A published poet, played by Javier Bardem, and his young wife, Jennifer Lawrence, are rebuilding his old country home that burned down. Strangers begin to show up and turn their world upside down. As usual, Darren Aronofski created a psychological thriller that keeps the audience guessing throughout the film. With Aronofski the only thing you can expect, is the unexpected.
Continue reading ➞ Mother! (2017)
In 1967, a deadly riot in Detroit turned the city upside down. With city and state enforcement accompanied by the National Guard, an attempt was made to restore order. When local police and National Guard respond to gunfire from around a nearby motel, a terrible incident unfolds between Detroit police and guests at the Algiers motel. This dramatization of the events are accompanied by contemporary footage from the riots that both emphasize the story of the individuals involved as well as the climate and civil unrest experienced in Detroit at the time.
Continue reading ➞ Detroit (2017)
Only 8 months into a global war that would last 6 years, Britain reached a pivotal point that almost led to the end of the empire. Darkest Hour focuses in on May 1940 as Neville Chamberlain, played by Ronald Pickup, resigns as prime minister and Winston Churchill, played by Gary Oldman, takes over the premiership. While Churchill’s war council is pushing for peace negotiations, he is forced to stand alone for the fight against Hitler. At least, that is how the situation is portrayed in Darkest Hour.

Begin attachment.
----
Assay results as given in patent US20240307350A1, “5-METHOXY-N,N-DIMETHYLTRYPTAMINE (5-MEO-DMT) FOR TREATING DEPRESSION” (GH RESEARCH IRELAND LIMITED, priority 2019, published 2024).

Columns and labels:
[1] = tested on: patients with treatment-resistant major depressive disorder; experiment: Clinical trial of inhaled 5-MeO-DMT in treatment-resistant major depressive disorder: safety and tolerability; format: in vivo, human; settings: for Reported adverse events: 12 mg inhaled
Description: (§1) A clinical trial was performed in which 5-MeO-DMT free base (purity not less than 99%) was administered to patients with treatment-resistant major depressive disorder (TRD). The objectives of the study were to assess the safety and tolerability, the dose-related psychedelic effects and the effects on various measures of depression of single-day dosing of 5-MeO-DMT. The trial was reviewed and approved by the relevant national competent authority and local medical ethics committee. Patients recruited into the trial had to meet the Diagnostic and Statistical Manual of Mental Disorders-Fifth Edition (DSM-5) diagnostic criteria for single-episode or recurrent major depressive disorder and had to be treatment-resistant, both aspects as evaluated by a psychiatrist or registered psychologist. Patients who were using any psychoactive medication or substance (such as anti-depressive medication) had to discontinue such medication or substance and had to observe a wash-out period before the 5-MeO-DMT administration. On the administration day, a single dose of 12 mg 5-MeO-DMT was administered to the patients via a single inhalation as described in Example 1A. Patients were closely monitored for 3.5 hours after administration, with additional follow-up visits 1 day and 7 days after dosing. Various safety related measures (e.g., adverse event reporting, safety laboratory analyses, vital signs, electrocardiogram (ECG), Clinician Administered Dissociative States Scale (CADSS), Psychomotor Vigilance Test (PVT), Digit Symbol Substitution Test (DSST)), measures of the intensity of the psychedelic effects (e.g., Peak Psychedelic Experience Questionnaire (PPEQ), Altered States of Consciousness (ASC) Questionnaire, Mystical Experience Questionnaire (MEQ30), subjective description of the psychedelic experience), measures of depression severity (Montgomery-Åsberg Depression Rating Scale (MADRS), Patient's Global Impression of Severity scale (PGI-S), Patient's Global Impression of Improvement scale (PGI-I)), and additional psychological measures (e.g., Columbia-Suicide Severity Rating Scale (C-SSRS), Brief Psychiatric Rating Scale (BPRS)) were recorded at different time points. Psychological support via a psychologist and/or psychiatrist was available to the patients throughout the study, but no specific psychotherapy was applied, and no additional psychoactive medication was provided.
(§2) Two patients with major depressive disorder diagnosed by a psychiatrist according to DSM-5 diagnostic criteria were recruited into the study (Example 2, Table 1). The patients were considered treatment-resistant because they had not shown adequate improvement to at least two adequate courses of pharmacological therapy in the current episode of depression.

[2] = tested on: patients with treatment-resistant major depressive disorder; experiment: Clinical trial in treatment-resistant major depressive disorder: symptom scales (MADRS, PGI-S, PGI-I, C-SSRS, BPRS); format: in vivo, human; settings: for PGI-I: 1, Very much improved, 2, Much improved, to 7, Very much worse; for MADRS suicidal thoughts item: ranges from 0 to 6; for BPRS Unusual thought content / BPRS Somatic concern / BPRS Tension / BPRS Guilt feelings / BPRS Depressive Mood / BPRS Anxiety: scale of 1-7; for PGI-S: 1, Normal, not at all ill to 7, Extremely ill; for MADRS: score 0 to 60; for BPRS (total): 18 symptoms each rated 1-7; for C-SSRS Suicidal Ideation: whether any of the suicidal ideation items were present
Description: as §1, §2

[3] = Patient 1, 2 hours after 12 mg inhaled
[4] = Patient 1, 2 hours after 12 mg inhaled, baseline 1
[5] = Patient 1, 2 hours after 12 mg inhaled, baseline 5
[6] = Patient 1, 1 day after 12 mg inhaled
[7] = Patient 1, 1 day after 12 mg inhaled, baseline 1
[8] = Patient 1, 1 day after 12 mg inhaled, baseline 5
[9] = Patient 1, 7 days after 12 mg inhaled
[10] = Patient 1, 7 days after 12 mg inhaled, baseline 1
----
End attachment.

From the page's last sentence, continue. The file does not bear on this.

Continue reading ➞ Darkest Hour (2017)
In May 1940, between 300,000 and 400,000 British troops were trapped between German forces and the ocean. As they attempted to evacuate the beaches of Dunkirk they fell victim to German Luftwaffe, the German equivalent of the American Air Force. German planes focused on bombing the evacuating ships and gunning down men on the beach. British battlecruisers were nearby the beach, however, they were unable to land on the shallow beach to carry the men to safety. The smaller ships used to shuttle men back and forth between the beach and the battlecruisers were dwindling and this led to the deployment of civilian vessels from England. This historic endeavor was codenamed Operation Dynamo.
Christopher Nolan’s new film, Dunkirk, follows the struggle of a few groups of men. The primary group is comprised of a band of men trying to get off the beach by any means necessary, portrayed by Fionn Whitehad, Aneurin Barnard, and Harry Styles. The second group is a civilian boat on the way to Dunkirk to rescue troops. The boat’s crew is made up of Mr. Dawson, played by Mark Rylance, his son, Tom Glynn-Carney and his son’s friend, Barry Keoghan. The third group we follow is a pair of spitfire pilots, Collins, played by Jack Lowden, and Farrier, played by Tom Hardy. The intertwined storylines conceived by Nolan provides an intense and immersive look at the historic evacuation of Dunkirk that was a pivotal moment of World War II.
Continue reading ➞ Dunkirk (2017)
Why do we do this?
Well you got to do something. Now don’t ya?
I was interested to see what the hype was all about when it comes to Rebel Without a Cause. It is a movie that never fails to make it on a list of influential or greatest movies of all time lists. With that said, I tried to go into this movie with as little expectations as I could.
Rebel Without a Cause follows the plight of a group of high school kids as they try to make sense of the world around them. Trying to find your identity can be tough, but when you are constantly moving from town to town it can be even harder. Jim Stark, played by James Dean, is forced to start fresh in a new town and the first 24 hours are not a roller coaster, they are a rocket ship.
Continue reading ➞ Rebel Without A Cause (1955)